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Bike Lanes

What is a Bike Lane?

A bike lane is a portion of a roadway which has been designated by pavement markings and signage for preferential or exclusive use by cyclists. They are one of many dedicated cycling infrastructure components of the Council approved Cycling Master Plan. Bike lanes can be found on the following major roadways:

  • Hyde Park Road from Oxford St to Fanshawe Park Rd
  • Cheapside Street east of Adelaide St
  • Rideout St south of Thames River

Motor vehicles are typically not permitted to enter the bicycle lane unless a dashed line is used. An example of when it is okay for a driver to enter a bike lane is at the approach to an intersection, permitting motor vehicles to enter the bicycle lane to complete a right turn manoeuvre.

example of a bike lane on a city street


What do Bike Lanes Look Like?

Bike lanes are marked with solid white pavement markings, diamond symbols and designated with regulatory signs informing the lanes for cyclist use only. There are many streets in London that have bike lanes, including Cheapside Street, Southdale Road, and Ridout Street. 

Bike Lane FAQs

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  • What is a bike lane?

    ​A bike lane is a 1.5 metre wide, striped, signed lane marked with a large white bicycle stencil on the pavement. The lane is restricted to bicycle travel. On streets where there is on-street parking, bike lanes run to the left of parked vehicles. On streets without parking, bike lanes run alongside the curb.

  • Why do we need bike lanes?

    Bike lanes make it easier for bicycles and vehicles to share the road. Bike lanes also cut down on conflicts between cyclists and motorists, making streets safer for everyone.

  • How do I use the bike lane?

    ​Always travel in the same direction as traffic and remember that cycling on the sidewalk is illegal except for those who are 14 years and under. When cycling beside parked cars watch for doors opening.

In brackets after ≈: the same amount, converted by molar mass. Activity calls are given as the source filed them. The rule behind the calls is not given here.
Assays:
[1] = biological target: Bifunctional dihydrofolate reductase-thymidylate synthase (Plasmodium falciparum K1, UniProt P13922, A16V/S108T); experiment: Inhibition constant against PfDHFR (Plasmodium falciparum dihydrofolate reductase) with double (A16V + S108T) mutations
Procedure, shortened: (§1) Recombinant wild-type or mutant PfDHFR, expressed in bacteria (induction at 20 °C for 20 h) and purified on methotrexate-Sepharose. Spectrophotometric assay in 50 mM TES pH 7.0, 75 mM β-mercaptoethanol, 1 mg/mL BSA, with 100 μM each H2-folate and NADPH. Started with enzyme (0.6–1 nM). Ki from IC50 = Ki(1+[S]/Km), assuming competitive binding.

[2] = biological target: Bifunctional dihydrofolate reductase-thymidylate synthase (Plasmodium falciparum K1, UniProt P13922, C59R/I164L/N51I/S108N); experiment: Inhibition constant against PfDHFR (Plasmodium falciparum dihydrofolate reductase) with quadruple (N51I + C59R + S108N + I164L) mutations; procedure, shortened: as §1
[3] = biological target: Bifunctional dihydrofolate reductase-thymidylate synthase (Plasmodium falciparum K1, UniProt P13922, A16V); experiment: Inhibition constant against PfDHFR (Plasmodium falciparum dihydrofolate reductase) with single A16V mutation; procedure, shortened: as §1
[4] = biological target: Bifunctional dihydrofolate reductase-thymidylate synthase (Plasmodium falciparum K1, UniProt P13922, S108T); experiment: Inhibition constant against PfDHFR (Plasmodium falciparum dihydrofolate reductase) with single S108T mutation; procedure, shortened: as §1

• Do I have to ride in the bike lane?

    ​No, there is no law that obliges you to ride in a bike lane. You can use the adjacent travel lanes if you are moving at the speed of traffic to pass another vehicle or if you are preparing for a turn. A bicycle is a vehicle under the Ontario Highway Traffic Act.  That means you have the same rights and responsibilities to obey all traffic laws as other road users.

  • What should I do when the bike lane ends?

    Check beside and behind you for other vehicles to be sure you can enter the shared lane safelty. ​Once you are sure it is safe, try to continue in the straightest line possible so that your movements are predictable to drivers.

  • As a motorist, how should I deal with bike lanes?

    ​A bike lane is a specifically designated lane to be used by cyclists only. It is illegal to park or drive in a bike lane. By parking or driving in a bike lane, you are endangering cyclists by forcing them to suddenly merge into vehicular traffic. However, you may cross over them if moving into a turn lane or preparing to park. Always check for bikes when crossing the lane.

    Be courteous when sharing a lane. Yield to cyclists the same as you would to any other driver. Bicycles travel faster than you think. When parked, check for bikes coming up next to you before opening your car door.

  • What is the City doing to educate cyclists and motorists?

    Successful bike lanes need education and enforcement. The City is educating both motorists and cyclists. Drivers are already familiar with shared lanes, and as bike lanes become more common, motorists will become familiar with how to treat them.

  • Can I walk in a bike lane?

    ​Unlike the multi-use Thames Valley Parkway, a bike lane is intended to be used solely by cyclists. Just as adult cyclists are not to use sidewalks, pedestrians should not use bike lanes. This will ensure that both cyclists and pedestrians do not put each other in danger. Please use the sidewalk when walking.

  • Do bike lanes cause traffic jams?

    ​No. Bike lanes help cut down on peak speeds because they have a traffic calming effect on motorists by narrowing travel lanes, but travel times stay the same.

  • What effects do bike lanes have on collisions?

    ​Bike lanes help calm traffic by cutting down on cyclists and motorists weaving. They create a buffer zone at the edge of the traffic lane. Motorists see cyclists about to enter the intersection more easily - giving motorists more time to react. Motorists also avoid the bike lane as they can predict cyclists will be there. That means fewer collisions.

  • What about the enforcement of bike lanes?

    ​The enforcement of motorists driving or parking in bike lanes falls under the jurisdiction of the London Police Service and the City's parking enforcement.

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